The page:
American brewers craft their own mexican lagers

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“Sometimes you just want a beer,” says Shaun O’Sullivan, co-founder and brewmaster of 21st Amendment Brewery.

While the San Francisco brewery produces plenty of well-regarded, complex beers like 21st Amendment IPA, Hop Crisis (a double IPA) and Marooned on Hog Island (a stout brewed with Hog Island Sweetwater oyster shells), sometimes you just want to drink something crisp and refreshing. You know, like a Pacifico or a Dos Equis.

If you look at beer rating websites or apps like BeerAdvocate or Untapped, you’ll see a broad consensus that Mexican lagers are, quite frankly, terrible beers. But those sites, which are populated by a relatively small (but vocal) contingent, don’t tell the whole story, says Dave Thibodeau, co-founder and president of Durango, Colo.-based Ska Brewing.

Mexican lagers grew out of Vienna lagers, a crisp style featuring subtle hops and residual sweetness. Over time, Mexican breweries began adding adjunct malt, namely flaked maize, to their mashes. The beers got lighter and, Thibodeau argues, better suited to Mexico’s arid climate. That climate, he adds, is similar to the one Ska operates in.

“It’s so hot in Durango,” he says. Because of the heat, he and Ska co-founder Bill Graham drank a lot of Mexican lagers like Dos Equis and Pacifico around the same time they were opening the brewery in 1995. “But because we were craft brewers, we didn’t want people to see us drinking them,” he says.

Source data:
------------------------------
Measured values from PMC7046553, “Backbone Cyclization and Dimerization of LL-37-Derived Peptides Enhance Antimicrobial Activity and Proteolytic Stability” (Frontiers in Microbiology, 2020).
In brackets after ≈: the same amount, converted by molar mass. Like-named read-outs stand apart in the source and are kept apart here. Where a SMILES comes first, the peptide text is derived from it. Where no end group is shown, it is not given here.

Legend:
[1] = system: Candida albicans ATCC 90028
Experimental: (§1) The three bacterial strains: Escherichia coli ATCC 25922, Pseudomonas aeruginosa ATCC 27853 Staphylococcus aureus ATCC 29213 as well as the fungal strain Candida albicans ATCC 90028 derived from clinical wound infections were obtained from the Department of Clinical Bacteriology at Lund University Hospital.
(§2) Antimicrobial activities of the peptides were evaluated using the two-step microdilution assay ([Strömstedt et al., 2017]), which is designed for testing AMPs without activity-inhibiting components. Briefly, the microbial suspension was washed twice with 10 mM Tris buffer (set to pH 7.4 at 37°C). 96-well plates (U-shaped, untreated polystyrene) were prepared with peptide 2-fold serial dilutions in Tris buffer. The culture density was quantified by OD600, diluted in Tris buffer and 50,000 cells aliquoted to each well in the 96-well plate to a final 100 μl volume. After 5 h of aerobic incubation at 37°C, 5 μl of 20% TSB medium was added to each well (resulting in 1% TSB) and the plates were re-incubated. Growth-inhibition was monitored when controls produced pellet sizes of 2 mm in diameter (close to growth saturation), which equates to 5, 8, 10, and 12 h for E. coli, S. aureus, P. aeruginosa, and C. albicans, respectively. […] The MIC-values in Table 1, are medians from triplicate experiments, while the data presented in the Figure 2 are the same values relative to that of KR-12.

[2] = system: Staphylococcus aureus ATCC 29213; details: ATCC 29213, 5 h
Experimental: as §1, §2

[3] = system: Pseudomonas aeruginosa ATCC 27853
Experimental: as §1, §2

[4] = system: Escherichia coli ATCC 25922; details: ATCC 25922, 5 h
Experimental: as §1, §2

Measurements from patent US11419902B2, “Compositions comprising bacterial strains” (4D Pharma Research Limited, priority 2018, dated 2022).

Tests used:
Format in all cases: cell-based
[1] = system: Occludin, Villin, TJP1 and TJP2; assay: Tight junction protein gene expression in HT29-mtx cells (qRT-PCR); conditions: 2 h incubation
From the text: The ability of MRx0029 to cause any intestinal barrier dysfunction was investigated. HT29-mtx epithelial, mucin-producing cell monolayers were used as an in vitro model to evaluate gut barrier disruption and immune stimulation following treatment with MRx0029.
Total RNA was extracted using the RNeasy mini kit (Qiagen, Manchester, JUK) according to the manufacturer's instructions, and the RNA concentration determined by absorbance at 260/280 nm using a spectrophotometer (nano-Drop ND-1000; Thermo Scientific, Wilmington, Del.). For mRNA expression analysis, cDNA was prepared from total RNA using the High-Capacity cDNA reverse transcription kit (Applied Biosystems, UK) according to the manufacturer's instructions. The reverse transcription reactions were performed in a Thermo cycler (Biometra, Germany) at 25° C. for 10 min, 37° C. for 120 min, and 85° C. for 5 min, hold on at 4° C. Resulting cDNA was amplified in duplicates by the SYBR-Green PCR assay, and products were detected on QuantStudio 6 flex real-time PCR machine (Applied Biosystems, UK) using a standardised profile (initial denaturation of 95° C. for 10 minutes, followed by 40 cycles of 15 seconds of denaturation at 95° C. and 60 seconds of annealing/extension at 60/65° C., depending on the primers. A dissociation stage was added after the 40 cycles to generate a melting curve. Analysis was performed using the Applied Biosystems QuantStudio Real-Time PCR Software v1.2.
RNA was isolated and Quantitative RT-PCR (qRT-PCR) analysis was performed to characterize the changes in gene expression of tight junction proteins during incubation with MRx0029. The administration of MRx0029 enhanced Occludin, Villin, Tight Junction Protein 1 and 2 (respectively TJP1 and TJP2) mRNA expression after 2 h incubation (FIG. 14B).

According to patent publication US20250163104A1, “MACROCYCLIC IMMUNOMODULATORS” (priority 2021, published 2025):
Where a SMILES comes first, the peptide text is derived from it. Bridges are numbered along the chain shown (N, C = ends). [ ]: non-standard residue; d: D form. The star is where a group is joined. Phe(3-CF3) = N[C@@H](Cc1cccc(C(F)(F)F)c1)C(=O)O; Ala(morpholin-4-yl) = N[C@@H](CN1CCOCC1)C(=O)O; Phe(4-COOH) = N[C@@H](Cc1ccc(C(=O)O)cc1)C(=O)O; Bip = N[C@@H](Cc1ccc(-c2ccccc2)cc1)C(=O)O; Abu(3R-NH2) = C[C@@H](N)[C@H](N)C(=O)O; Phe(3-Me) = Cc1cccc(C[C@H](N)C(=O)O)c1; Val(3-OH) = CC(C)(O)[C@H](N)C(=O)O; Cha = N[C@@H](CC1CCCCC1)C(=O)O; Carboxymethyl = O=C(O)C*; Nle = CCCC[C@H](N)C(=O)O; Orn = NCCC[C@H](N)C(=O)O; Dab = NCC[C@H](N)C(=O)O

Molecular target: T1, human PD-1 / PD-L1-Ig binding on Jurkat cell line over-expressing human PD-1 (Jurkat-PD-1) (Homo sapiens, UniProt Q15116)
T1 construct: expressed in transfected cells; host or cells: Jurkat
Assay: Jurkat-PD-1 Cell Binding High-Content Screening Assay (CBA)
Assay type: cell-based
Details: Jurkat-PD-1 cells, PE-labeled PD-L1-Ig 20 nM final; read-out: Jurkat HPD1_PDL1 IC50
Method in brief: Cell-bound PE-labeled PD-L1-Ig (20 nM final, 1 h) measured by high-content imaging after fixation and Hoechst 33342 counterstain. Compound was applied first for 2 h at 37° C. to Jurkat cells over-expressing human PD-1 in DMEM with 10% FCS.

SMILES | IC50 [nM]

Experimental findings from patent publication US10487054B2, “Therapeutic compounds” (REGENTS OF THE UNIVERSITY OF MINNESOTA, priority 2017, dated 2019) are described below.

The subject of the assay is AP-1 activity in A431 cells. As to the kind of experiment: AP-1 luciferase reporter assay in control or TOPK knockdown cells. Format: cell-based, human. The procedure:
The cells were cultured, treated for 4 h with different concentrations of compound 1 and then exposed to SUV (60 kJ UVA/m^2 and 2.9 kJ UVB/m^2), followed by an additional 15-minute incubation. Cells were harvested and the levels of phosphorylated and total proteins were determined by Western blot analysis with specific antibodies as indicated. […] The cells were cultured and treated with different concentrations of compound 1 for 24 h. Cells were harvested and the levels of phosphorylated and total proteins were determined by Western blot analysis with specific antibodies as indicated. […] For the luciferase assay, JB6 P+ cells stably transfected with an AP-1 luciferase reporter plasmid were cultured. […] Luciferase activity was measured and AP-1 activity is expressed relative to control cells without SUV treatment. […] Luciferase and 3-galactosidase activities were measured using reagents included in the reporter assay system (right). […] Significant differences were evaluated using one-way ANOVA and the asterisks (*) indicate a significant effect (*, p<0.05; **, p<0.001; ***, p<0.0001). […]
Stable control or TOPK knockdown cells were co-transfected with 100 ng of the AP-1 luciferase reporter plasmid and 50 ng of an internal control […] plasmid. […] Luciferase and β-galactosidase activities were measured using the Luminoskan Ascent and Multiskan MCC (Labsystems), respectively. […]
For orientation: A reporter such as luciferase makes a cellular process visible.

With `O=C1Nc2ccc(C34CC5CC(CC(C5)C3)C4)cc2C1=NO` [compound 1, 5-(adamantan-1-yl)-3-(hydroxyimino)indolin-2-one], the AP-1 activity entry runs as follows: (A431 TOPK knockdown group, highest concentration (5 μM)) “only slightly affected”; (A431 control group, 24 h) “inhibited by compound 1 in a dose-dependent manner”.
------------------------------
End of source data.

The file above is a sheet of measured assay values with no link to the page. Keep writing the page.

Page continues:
Rather than hide their affection, they decided to make a beer that captured what they like about the style – it’s crisp and refreshing – while making their version more flavorful, with a slightly fuller body. In a tongue-in-cheek homage to their inspiration, they called the beer Mexican Logger.

For years, Ska was the lone American brewery with a so-called Mexican – style lager. But that’s changed over the past few years as other breweries, including 21st Amendment, Oskar Blues, and Flying Dog, have put their own spin on Mexican lagers (respectively, El Sully, Beerito and Numero Uno Summer Cerveza). Like Mexican Logger, most of these beers are similar to, but bolder than, a typical Mexican lager.

Perhaps it isn’t surprising that American breweries are putting their spin on yet another style. After all, over the years they’ve reinvented English IPAs, Belgian witbiers, and countless other styles. But the fact that they’re taking inspiration from an often-maligned style reflects that tastes are changing.

“A lot of people want something lighter,” Sullivan says. “But they still want it to be a well-crafted beer.”

Source: The Chicago Tribune, July 21, 2016 – reprinted in the Orlando Sentinel.

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